Registering a study means specifying, in a public database like ClinicalTrials.gov, what the study’s sample criteria are, what outcomes will be examined, and what analyses will be done. It’s a way to guard against data mining and bias, though an imperfect one. A boost for trial registry was provided in 2004 by the International Committee of Medical Journal Editors (ICMJE) when it mandated registration for clinical trials published in member journals, listed here.
Publishing a study means having it appear in a peer-reviewed journal. Few people will ever look at a trial registry. Many more, including journalists, will read or hear about published studies. So, what gets published is important.
Not everything gets published. Many studies have examined trial registration incompleteness and selective publishing of registered data. [Links galore: 1, 2, 3, 4, 5, 6, 7, 8]. Perhaps as many as half of trials for FDA-approved drugs are unpublished even after five years post-approval. This is concerning, but what does it really mean? Does it imply bias? If so, is that bias different by funding source (e.g., industry vs non-industry)?
Trial registry data can be changed. That weakens the de-biasing, pre-commitment role registration is supposed to play. But sometimes changes are reasonable. After all, if you haven’t done any analysis yet and you think of a better way to do it, it’d be dumb to just blindly keep going with your registered study. You should do it the right way, and you should change your registered approach. However, changing registry data after the study is done, e.g. to match what you did, is a lot more sketchy (or could be). All changes in ClinicalTrials.gov are stored, so one can try to infer whether its being gamed.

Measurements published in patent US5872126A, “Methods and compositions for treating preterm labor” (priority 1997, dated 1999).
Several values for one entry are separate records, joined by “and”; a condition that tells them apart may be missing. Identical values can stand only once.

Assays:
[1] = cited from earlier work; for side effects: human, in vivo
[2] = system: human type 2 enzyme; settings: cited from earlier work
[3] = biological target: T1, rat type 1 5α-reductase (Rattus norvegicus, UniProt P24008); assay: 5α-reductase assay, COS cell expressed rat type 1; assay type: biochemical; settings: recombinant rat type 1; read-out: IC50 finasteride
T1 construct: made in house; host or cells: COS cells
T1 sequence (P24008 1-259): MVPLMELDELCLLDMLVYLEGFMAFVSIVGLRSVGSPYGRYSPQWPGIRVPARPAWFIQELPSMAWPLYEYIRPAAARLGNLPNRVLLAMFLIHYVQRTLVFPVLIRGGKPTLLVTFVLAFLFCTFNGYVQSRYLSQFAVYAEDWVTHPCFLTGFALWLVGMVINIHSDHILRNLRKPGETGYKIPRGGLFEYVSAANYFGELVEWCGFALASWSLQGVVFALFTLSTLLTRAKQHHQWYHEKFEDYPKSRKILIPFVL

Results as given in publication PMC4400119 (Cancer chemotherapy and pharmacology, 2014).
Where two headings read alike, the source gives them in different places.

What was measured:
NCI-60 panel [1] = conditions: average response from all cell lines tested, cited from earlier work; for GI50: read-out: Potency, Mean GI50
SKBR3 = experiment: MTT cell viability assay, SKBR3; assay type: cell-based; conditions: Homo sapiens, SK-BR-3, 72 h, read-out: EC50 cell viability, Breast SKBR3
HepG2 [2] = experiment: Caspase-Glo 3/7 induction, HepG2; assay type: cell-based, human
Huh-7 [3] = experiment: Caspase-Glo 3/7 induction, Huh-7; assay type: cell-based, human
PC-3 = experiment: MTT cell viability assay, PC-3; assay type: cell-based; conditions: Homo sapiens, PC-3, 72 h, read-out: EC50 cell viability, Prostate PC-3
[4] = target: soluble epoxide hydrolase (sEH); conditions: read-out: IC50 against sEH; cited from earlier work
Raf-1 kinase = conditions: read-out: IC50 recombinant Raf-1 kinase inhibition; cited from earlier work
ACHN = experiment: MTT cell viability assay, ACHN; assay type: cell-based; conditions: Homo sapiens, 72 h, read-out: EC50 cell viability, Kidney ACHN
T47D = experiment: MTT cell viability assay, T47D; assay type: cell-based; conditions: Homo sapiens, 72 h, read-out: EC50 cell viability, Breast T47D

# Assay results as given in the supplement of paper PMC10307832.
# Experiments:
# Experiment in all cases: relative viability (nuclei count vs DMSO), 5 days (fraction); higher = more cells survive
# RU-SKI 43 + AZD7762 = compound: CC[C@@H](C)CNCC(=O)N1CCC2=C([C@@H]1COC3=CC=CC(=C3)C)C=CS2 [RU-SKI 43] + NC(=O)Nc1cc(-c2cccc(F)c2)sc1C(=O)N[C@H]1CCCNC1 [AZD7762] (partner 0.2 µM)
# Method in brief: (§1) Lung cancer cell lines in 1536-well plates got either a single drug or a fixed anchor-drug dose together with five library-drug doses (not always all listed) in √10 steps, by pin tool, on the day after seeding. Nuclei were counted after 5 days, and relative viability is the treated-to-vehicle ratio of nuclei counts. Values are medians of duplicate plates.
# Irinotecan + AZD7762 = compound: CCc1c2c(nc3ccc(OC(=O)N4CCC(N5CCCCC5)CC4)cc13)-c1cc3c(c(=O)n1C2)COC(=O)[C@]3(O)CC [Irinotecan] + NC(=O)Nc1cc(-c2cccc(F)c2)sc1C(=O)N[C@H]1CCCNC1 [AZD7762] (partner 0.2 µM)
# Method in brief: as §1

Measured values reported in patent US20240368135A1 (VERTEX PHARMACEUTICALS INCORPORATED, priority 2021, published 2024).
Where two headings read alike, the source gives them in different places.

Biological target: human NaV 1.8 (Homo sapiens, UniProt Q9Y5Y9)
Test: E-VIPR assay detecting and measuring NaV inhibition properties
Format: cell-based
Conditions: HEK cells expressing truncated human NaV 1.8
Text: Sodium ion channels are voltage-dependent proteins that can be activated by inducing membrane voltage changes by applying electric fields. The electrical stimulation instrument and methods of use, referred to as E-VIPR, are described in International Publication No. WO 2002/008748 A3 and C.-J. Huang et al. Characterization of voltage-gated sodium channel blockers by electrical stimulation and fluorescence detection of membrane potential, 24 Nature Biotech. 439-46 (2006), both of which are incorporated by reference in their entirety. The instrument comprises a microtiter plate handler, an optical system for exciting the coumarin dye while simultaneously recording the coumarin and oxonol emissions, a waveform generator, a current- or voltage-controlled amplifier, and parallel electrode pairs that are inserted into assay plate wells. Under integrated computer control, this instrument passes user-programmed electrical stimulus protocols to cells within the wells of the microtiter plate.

A study examined changes in ClinicalTrials.gov registered data for 152 RCTs published ICMJE journals between 13 September 2005 to 24 April 2008. It doesn’t make the registry look very good. The vast majority (123) of examined trials had changes in their registries.* Most commonly changed fields were for primary outcome, secondary outcome, and sample size. The final registration entry for 40% and 34% of RCTs had missing secondary and primary outcomes fields, respectively, though more than half of the missing data could be found in other fields. Already that’s a concern because it makes the registry hard to use if data are missing or in the wrong place. (I want to emphasize here that I’m not blaming investigators for this. Maybe they deserve the blame. But maybe the registry is also hard to use. I’ve never used it, so I cannot say.)
The study found that registry and published data differed for most RCTs including on key secondary outcomes (64% of RCTs), target sample size (78%), interventions (74%), exclusion criteria (51%), and primary outcome (39%). Eight RCTs had primary or secondary outcomes registry changes after publication, six of which were industry sponsored. That’s concerning. But six or eight is a small number relative to all trials examined, so let’s not freak out.
Another study looking at all ~90,000 ClinicalTrials.gov-registered interventional trials as of 25 October 2012 assessed the extent to which registry entries had primary outcome changes and when changes were made, stratified by study sponsor.* It found that almost one-third of registered trials had primary outcome changes, changes were more likely for industry-sponsored studies, and industry sponsorship was associated with changes made after study completion date. I think we should be at least a bit concerned about that. (Again, maybe there are perfectly reasonable explanations, but it warrants some concern.)
What gets registered? When we’re talking about trials aimed at FDA-approval, there are different types.* There are pre-clinical trials in which drugs are tested, but not in humans. Then there are several phases (I, II, III) of clinical trials that ramp up in terms of number of humans in which the drug is used and change in relative emphasis in looking for safety vs. efficacy. (As you might imagine, safety is emphasized first.) Post-market trials (phase IV) look at longer-term effects from real-world use. Because trials cost money, it’s likely that drugs that make it to later trials tend to be more promising (i.e., are more likely to provide positive more effects).